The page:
eight and a half toronto

Eight and a Half played intimate show for inTO series

Toronto indie supergroup Eight And A Half played a set amidst a mess of couches, finger foods and free drinks at local restaurant Kitch last night. The intimate concert and interview was the kickoff for a series called inTO, which are monthly events focused on bringing Torontonians closer to local arts and culture. It's an ambitious idea, to be sure, and it made for a totally unique night out in the city, if nothing else.

Despite everyone rushing forward for a better look at the band as they performed, the venue wasn't packed; wait staff had little difficulty working their way through the audience to bring out snacks. That lack of a claustrophobic, drowning-in-a-crowd feeling, combined with the ample seating, really underscored the difference in a show like this from my usual concert experience--having someone's sweaty arm jammed into my chest as I try to work my way through Lee's Palace to get a drink.

eight and a half kitch

Eight And A Half played a short set, starting with "Two Points," one of the most interesting B-sides from their self-titled album. Drummer Justin Peroff (formerly of Broken Social Scene) shines on that track, and really delivered live. It was great to see a set heavy with the more subtle, engaging portions of their album; singles "Go Ego" and "Scissors" almost seemed like afterthoughts, and singer Dave Hamelin (formerly of The Stills) seemed more interested in telling the audience the story behind "Walked Into Diazepene," another crowd favorite.

eight and a half inTO

After their cover of the Walkmen's "What's In It For Me," Eight And A Half sat down with
Jeffrey Remedios, co-founder of Arts & Crafts Records, and CityTV's Mary Kitchen for a short Q&A. I'm not sure they were that into answering the questions, but the band opened up a bit when asked about--what else?--their favorite music.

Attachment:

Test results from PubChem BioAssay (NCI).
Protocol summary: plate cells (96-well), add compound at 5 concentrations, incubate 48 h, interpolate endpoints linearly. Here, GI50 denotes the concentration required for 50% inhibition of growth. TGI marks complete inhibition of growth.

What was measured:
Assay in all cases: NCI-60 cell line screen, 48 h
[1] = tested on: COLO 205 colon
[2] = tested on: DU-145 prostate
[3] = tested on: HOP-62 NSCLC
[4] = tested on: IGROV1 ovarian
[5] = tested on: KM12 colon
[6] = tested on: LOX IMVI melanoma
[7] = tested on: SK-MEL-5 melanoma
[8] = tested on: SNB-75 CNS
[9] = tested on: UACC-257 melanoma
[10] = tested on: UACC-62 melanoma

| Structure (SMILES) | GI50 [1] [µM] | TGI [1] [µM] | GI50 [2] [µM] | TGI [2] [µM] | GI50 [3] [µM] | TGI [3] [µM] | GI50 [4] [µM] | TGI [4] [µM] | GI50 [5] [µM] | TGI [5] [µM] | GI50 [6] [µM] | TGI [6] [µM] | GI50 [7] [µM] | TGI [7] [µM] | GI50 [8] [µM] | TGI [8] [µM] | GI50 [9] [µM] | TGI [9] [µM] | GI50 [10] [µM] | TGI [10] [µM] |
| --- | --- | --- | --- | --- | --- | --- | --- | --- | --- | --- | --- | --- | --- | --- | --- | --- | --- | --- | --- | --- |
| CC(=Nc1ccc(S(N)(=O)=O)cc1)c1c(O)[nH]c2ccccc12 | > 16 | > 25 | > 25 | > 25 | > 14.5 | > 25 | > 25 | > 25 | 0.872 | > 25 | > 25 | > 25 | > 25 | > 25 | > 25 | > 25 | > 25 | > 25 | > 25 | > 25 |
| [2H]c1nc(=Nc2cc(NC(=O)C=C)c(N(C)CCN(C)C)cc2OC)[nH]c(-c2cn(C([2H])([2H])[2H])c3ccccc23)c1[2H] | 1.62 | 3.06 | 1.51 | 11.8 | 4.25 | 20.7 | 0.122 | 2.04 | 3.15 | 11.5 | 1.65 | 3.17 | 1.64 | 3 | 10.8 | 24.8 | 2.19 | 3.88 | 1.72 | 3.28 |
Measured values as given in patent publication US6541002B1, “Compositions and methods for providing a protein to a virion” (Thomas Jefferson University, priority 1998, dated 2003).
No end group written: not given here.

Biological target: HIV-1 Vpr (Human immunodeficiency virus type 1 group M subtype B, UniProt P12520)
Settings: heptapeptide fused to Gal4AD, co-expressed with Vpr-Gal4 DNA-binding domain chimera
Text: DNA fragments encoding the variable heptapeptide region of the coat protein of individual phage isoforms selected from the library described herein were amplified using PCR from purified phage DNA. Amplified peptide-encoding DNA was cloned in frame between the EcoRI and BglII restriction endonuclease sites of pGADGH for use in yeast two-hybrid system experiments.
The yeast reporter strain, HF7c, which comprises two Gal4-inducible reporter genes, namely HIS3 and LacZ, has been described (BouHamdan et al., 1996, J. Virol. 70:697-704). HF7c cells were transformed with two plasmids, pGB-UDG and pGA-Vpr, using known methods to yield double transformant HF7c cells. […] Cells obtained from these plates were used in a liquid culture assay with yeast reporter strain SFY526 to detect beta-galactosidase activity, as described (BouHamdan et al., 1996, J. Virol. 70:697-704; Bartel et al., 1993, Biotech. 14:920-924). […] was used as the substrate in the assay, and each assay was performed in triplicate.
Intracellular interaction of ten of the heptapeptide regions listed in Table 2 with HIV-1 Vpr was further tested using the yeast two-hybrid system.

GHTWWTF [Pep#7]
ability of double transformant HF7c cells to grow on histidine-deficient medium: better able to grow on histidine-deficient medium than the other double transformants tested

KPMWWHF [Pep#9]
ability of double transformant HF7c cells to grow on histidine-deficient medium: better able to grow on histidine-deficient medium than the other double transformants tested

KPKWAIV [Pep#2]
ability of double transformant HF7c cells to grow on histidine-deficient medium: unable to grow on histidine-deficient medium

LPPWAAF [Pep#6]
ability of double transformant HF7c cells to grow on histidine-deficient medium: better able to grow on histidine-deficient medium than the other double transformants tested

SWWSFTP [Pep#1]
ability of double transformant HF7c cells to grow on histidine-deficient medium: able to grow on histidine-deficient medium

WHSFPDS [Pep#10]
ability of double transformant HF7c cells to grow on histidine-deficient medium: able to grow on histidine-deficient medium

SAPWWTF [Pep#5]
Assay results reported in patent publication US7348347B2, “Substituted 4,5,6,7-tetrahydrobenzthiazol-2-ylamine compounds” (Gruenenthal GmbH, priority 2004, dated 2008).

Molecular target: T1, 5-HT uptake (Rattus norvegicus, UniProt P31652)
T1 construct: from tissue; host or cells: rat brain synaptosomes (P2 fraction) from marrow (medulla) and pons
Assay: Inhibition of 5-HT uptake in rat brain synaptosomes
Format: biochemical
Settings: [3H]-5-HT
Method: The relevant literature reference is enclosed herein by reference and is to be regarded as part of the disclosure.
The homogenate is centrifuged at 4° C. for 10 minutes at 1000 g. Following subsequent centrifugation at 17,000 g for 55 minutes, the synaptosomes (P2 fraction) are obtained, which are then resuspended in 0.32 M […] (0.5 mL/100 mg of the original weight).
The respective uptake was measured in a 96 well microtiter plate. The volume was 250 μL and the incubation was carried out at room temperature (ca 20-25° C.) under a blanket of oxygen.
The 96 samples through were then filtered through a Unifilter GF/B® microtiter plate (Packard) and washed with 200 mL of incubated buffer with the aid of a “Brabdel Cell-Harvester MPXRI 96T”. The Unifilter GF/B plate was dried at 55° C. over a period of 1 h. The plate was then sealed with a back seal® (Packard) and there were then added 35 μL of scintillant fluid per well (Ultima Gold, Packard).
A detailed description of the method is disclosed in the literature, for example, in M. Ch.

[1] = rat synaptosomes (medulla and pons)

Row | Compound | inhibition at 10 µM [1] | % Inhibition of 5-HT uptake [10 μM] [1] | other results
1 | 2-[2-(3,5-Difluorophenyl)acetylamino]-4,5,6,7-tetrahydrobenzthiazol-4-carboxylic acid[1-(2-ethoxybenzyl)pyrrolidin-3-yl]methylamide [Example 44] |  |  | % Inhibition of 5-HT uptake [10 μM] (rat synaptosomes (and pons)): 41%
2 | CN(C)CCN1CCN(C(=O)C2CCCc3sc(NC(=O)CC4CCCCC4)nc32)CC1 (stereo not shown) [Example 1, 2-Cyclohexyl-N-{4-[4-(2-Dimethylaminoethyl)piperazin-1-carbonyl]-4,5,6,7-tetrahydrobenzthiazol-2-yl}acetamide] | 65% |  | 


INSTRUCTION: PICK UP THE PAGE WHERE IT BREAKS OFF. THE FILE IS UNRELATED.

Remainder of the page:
eight and a half toronto

In particular, I found it telling that when pressed to come up with a lineup for a hypothetical festival, Justin Peroff chose Explosions in the Sky; Dave Hamelin chose the The Smiths; but keyboardist Liam O'Neil chose experimental pop auteur Micachu. With other comments they made, these choices helped make it clear that this group isn't just made up of some of the most talented musicians that currently call Toronto home, but more fundamentally, it's a group that's made up of music fans, actively engaged in finding and disseminating interesting work, and I think that's what made them the perfect choice for this inTO series.

I last saw this group at NXNE, and was impressed with how well they transferred the ethereal texture of their recordings to the pseudo-festival environment of Yonge-Dundas Square. Coming into this, I was very interested to see them adapt to a smaller venue. And apart from a small technical problem with the band's snare stand, the night seemed to go off without a hitch. The band played well, the food was delicious, and the drinks were plentiful.

eight and a half toronto

Eight And A Half are already booking big shows, playing festivals in support of their new
record--next is at the Wolfe Island Festival, near Kingston--but watch for them when they play in Toronto next; this is a group that's picking up steam, and I don't think anybody at Kitch walked away disappointed last night.

For more photos of the Eight and a Half show, visit rockitpromo's Flickr set. The inTO series will continue in about a month's time; check back with their website to find full details of that event, when it's posted.

Writing by Adam Brady / photos by Derek Flack. Last photo courtesy of rockitpromo.


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